Triennial 2008: Artists and artworks
Adam Chodzko’s work as an artist demonstrates an ongoing interest in collapsing the past, present and future – in order to create ‘alternative realities’. Through fantasy, wonder and make-believe, Chodzko's work compels us to re-consider our sense of place and community.
Entangled emulates the ivy cover of Martello 4 at Martello 3 (in what the artist calls ‘a jealousy project’), with a malleable, plastic floral form created by designers Ronan and Erwan Bouroullec.
Christian Boltanski's contribution to the Triennial The Whispers, was a sound installation sited at four benches on The Leas.
Batchelor made a dazzling kaleidoscope of multi-coloured spheres that appeared to free-float in space.
Heather and Ivan Morison
Attracted by Folkestone’s connection with H.G. Wells, the Morisons constructed a mobile Science Fiction library, Tales Of Space And Time in the style of a 1970s Californian House Truck.
A series of unannounced daily performances based on seaside humour and the comic tradition of Buster Keaton, Jacques Tati and Norman Wisdom.
Created in collaboration between Folkestone Academy year 7 pupils and Kaffe Matthews, The Marvelo Project was a sound collage made for bicycles to be performed by visitors to the Triennial.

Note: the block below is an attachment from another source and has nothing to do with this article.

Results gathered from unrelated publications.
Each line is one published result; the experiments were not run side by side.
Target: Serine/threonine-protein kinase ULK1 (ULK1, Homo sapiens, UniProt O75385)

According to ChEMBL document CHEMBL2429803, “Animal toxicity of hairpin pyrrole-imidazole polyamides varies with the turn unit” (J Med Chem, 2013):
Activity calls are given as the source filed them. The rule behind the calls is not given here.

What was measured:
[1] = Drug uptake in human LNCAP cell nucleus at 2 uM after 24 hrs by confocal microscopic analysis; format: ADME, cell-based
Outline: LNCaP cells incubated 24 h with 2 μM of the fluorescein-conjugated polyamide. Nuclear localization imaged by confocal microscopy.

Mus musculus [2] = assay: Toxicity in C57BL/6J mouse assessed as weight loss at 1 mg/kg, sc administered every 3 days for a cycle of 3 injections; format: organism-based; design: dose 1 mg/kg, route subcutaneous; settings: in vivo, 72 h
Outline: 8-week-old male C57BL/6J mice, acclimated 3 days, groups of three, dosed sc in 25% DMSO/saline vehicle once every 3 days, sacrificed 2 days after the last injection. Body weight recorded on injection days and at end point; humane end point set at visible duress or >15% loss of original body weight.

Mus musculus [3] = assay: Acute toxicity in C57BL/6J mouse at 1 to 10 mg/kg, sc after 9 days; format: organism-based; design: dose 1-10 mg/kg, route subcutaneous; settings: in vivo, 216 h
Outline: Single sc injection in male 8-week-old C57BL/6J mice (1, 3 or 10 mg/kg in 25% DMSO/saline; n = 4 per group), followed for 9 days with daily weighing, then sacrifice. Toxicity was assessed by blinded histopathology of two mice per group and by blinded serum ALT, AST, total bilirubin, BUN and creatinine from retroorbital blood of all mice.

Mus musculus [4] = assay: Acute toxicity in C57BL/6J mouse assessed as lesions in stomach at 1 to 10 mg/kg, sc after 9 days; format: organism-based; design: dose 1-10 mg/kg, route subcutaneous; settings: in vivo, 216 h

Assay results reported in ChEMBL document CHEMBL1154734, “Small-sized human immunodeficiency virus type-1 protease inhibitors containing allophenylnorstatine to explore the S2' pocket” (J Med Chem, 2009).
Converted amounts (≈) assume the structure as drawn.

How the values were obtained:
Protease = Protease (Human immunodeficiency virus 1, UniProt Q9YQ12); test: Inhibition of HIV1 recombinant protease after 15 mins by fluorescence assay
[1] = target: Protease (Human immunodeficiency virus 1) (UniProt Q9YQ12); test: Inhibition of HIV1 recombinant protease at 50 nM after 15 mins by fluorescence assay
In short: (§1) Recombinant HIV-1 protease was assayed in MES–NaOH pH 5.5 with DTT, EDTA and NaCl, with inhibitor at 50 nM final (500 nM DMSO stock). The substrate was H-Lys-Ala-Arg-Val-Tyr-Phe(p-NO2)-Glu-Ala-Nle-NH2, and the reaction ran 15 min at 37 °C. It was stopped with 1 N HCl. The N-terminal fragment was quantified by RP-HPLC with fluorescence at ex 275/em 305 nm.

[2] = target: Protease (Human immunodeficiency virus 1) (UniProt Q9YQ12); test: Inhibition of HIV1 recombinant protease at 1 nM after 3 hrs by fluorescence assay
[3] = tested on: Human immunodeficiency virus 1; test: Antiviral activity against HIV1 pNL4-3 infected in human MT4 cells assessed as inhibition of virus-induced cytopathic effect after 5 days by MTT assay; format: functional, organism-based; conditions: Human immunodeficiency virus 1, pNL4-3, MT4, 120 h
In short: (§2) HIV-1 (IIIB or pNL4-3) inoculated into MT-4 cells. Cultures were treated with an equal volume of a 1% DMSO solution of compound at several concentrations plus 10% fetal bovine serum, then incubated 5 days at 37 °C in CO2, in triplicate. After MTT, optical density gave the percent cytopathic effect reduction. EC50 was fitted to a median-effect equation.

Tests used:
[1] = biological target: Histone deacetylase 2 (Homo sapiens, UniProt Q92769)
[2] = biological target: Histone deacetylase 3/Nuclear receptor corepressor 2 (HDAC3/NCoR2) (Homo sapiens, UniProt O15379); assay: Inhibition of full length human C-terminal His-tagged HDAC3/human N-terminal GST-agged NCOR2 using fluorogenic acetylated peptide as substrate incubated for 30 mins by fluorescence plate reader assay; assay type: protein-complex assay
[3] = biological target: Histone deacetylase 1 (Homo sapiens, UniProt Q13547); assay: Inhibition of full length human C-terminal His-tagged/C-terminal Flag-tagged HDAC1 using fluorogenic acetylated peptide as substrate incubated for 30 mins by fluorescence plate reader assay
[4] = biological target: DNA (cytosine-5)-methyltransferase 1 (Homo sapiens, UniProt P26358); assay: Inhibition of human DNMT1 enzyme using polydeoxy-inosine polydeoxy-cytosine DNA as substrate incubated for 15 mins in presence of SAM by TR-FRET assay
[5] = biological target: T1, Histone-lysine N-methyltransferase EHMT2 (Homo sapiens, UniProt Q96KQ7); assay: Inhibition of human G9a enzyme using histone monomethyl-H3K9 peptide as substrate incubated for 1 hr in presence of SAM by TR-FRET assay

Kathrin Böhm, Andreas Lang and Torange Khonsari
Public Works is an art/architecture collective, who have been collaborating on projects since 1998
Langlands and Bell
Langlands & Bell have been collaborating since 1978, and exhibiting internationally since the early 80s.
Dion's staffed mobile unit made in the shape of a seagull provided information about these often unloved birds.
The work is inspired by the one million soldiers who left from Folkestone harbour to fight on the battlefields of France and Flanders.
At once elegant and tacky, the use of white electric lightbulbs evokes 1970s disco glamour as well as fairground aesthetics.
Nils Norman, Gavin Wade, Simon Bloor, Tom Bloor
Kiosk 5: Kite Kiosk was a recreation of a kiosk unit based on the 1930s modernist design by Berthold Lubetkin for Dudley Zoo. From the kiosk red and black kites were available, each printed with quotes and keywords from the current “culture and regeneration debate.”
Barking Rocks is a social sculpture on several counts: it reclaims derelict land, returns it to the community and privileges, in a playful way, the disadvantaged, both human and canine.
Tuttofuoco and two of his collaborators re-enacted the classic journey from Istanbul to Paris and Folkestone.
The former Rotunda Amusement Park, typical of seaside towns from Blackpool to Coney Island, is the inspiration for Richard Wilson’s 18 Holes.
Racinated, Richard Wentworth’s ten-part deep-blue enamel sign piece, is spread across Folkestone’s promenades, alleyways and avenues.
In Foreshore, Kusmirowksi recreated elements of an old fish market from detritus found in the harbour
Šejla Kamerić uses photography and video as media juxtaposing an explicit social context with intimate perspectives.
Susan Philipsz works primarily with sound, film and space.
Tracey Emin’s art is one of disclosure, using events from her personal life as inspiration for her work.